This is due to inconsistent levels of training among employees at “keepsake ultrasound” facilities.

An improperly trained sonographer could cause unnecessary concern to expecting parents if they think they see something abnormal, or they may miss an abnormality entirely.

Ultrasounds are a part of routine prenatal care, and unofficial ultrasounds should not replace recommended sonogram visits with a qualified professional. 

Difference Between 3D and 4D Ultrasound

3D ultrasounds produce still images developed from sound waves while 4D ultrasounds occur in real time using the same method.

Essentially, the main difference between the two is that a 3D ultrasound produces a picture whereas 4D ultrasounds produce a video.

Newborn Baby After Birth

A mother holding her newborn following a water birth.

Many people develop expectations around birth and delivery from what they’ve seen on television.

However, this process is usually cleaned up and beautified in film to make it more digestible for the audience. In reality, birth is messy and unpredictable. 

When a baby is born, they do not come out spotless, glowing, and chunky.

Rather, their heads will be misshapen, and features may be swollen and sometimes bruised from the pressure of the birth canal. In addition, they will be covered in a white cheesy-looking protective layer, called vernix, and blood.

Beyond that, the baby may appear to have a short layer of fuzz all over their body called lanugo.

Lanugo is a type of body hair that helps the baby regulate temperature in the womb. The earlier a baby is born, the more body hair they’re likely to have. 

When Do Babies’ Looks Change? 

Babies go through a lot of changes and growth in the first few months of life. By three months, it’s like looking at a new baby.

As the shock of birth subsides, swelling and bruising will fade. The vernix will be bathed away, and the baby’s head will return to normal shape within days or weeks from birth.

Baby’s hair and eyes will begin to change, if they’re meant to, by three months of age as well. They will grow fuller and less wrinkly and spend less time curled up. Now they’ll be looking more like a baby and less like an alien.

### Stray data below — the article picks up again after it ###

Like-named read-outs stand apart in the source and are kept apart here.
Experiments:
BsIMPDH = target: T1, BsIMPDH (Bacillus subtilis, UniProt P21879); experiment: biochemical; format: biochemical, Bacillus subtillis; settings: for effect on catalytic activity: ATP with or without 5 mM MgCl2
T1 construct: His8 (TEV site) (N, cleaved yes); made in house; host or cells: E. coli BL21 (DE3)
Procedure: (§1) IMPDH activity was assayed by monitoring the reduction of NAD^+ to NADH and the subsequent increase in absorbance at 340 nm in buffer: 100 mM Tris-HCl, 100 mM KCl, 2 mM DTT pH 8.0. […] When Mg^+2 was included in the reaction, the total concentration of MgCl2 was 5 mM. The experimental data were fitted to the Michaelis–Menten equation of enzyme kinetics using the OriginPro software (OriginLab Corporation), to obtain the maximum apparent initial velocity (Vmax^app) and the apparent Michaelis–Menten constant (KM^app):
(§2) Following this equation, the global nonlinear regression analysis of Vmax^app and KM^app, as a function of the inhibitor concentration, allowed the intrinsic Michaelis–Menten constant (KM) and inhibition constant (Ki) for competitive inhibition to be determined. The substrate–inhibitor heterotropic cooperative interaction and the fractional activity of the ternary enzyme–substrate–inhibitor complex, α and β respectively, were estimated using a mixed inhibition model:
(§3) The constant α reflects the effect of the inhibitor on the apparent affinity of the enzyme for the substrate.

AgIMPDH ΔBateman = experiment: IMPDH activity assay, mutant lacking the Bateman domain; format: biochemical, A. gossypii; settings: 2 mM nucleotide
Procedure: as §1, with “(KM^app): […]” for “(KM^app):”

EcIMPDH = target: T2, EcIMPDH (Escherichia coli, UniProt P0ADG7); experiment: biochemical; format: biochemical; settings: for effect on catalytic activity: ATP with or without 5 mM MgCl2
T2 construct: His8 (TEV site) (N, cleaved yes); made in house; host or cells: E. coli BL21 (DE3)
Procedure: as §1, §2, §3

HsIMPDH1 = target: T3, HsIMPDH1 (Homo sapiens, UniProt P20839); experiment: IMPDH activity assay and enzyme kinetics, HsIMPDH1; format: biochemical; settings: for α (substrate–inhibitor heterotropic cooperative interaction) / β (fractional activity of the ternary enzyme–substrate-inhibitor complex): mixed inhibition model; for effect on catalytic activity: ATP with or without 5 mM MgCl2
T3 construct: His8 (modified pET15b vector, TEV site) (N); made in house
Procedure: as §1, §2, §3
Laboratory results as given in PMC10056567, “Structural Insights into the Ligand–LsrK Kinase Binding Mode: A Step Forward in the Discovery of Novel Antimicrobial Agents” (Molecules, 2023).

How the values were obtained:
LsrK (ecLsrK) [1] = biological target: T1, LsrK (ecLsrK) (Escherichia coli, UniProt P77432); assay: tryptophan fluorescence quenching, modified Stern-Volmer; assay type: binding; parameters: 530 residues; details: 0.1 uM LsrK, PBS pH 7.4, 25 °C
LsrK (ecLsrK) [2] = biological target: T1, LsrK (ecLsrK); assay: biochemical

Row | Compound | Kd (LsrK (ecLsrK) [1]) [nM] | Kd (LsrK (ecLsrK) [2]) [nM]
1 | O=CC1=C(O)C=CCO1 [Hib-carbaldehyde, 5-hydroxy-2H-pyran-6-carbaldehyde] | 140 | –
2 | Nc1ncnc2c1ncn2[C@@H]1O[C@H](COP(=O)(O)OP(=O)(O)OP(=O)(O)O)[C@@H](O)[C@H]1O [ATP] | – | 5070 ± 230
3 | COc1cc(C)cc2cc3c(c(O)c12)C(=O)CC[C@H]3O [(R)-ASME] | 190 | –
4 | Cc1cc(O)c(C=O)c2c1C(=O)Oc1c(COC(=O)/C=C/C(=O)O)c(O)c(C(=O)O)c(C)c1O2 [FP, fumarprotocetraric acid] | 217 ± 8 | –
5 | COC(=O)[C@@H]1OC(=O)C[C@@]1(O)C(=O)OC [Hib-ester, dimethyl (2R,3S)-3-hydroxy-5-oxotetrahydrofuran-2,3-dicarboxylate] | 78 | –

When Do Babies’ Noses Change? 

Pressure from the womb and birth can cause a baby’s nose to appear flat or wide. This is because the bridge of the baby’s nose is not present at the time of birth.

The baby’s nasal passage isn’t fully developed until a few weeks or months after birth. 

This isn’t the end of its growth though, and in fact, your child’s nose will change until the time they hit puberty.

How To Improve Baby Nose Shape 

It’s normal for parents to be concerned about their child’s appearance, but there are risks associated with tampering with a child’s physical development.

Simply put, there is no safe way to improve your baby’s nose shape

Some parents try nose pinching, and others buy nose shapers online, but doing so can cause unintended harm. The cartilage or septum of the nose can be damaged by such pressure. 

Related Questions:

How Many 3D Ultrasounds Can You Get? 

The quantity of 3D ultrasounds that can be scheduled is dependent on where you go to get them.

In a hospital setting, 3D ultrasounds are typically only used in cases where a medically necessary ultrasound is already taking place.

In commercial clinics, the limit is different. Current guidelines from several authorities state that ultrasounds should be avoided unless medically necessary. 

When Can A 3D Ultrasound Detect Gender?

Given the right conditions, a 3D ultrasound can detect gender around 14-16 weeks. However, this type of appointment is only available at independent clinics.

Hospitals will typically do an anatomy scan between 18 and 22 weeks at which point they can reveal the gender or will offer additional methods of testing. 


3D ultrasounds are great for diagnostic purposes and even offer some insight into a baby’s appearance.

However, a baby changes many times from conception to birth and many more times in the weeks, months, and years following.